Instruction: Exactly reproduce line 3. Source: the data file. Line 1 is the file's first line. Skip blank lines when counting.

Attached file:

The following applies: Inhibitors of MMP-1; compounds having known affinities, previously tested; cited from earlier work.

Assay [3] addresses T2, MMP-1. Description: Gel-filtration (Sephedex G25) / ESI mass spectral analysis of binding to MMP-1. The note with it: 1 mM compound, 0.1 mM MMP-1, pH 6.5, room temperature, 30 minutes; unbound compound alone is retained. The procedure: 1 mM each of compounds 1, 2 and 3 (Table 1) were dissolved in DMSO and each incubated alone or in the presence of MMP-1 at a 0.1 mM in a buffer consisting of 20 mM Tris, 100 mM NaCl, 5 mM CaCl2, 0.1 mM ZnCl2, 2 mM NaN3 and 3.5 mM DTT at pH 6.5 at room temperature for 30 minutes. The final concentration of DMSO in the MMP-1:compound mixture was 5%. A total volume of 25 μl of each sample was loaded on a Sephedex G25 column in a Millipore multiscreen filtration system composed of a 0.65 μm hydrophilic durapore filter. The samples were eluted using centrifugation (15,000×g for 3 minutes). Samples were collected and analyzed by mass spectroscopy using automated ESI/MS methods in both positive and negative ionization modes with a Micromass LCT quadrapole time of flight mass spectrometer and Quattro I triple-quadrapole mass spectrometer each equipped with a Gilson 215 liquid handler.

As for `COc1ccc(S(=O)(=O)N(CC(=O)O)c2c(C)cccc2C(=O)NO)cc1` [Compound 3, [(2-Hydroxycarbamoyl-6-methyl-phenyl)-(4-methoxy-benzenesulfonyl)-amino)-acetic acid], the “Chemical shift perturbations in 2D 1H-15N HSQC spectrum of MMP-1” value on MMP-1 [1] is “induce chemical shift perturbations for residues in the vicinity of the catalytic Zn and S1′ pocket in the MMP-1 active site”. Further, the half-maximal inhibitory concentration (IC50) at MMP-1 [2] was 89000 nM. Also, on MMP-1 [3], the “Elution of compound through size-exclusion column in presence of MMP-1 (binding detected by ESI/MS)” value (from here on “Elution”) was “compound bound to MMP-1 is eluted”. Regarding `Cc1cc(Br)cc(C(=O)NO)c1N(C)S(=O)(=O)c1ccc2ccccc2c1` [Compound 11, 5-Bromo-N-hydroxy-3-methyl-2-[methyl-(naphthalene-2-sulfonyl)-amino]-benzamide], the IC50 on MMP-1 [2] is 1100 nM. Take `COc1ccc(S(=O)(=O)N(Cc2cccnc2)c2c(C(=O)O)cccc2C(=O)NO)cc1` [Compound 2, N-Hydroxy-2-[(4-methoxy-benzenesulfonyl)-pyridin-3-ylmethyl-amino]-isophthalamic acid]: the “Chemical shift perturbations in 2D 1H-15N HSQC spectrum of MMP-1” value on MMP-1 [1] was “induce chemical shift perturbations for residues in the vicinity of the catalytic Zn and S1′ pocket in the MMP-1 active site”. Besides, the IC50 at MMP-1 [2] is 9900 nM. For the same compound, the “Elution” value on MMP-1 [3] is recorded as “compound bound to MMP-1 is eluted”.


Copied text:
As for `COc1ccc(S(=O)(=O)N(CC(=O)O)c2c(C)cccc2C(=O)NO)cc1` [Compound 3, [(2-Hydroxycarbamoyl-6-methyl-phenyl)-(4-methoxy-benzenesulfonyl)-amino)-acetic acid], the “Chemical shift perturbations in 2D 1H-15N HSQC spectrum of MMP-1” value on MMP-1 [1] is “induce chemical shift perturbations for residues in the vicinity of the catalytic Zn and S1′ pocket in the MMP-1 active site”. Further, the half-maximal inhibitory concentration (IC50) at MMP-1 [2] was 89000 nM. Also, on MMP-1 [3], the “Elution of compound through size-exclusion column in presence of MMP-1 (binding detected by ESI/MS)” value (from here on “Elution”) was “compound bound to MMP-1 is eluted”. Regarding `Cc1cc(Br)cc(C(=O)NO)c1N(C)S(=O)(=O)c1ccc2ccccc2c1` [Compound 11, 5-Bromo-N-hydroxy-3-methyl-2-[methyl-(naphthalene-2-sulfonyl)-amino]-benzamide], the IC50 on MMP-1 [2] is 1100 nM. Take `COc1ccc(S(=O)(=O)N(Cc2cccnc2)c2c(C(=O)O)cccc2C(=O)NO)cc1` [Compound 2, N-Hydroxy-2-[(4-methoxy-benzenesulfonyl)-pyridin-3-ylmethyl-amino]-isophthalamic acid]: the “Chemical shift perturbations in 2D 1H-15N HSQC spectrum of MMP-1” value on MMP-1 [1] was “induce chemical shift perturbations for residues in the vicinity of the catalytic Zn and S1′ pocket in the MMP-1 active site”. Besides, the IC50 at MMP-1 [2] is 9900 nM. For the same compound, the “Elution” value on MMP-1 [3] is recorded as “compound bound to MMP-1 is eluted”.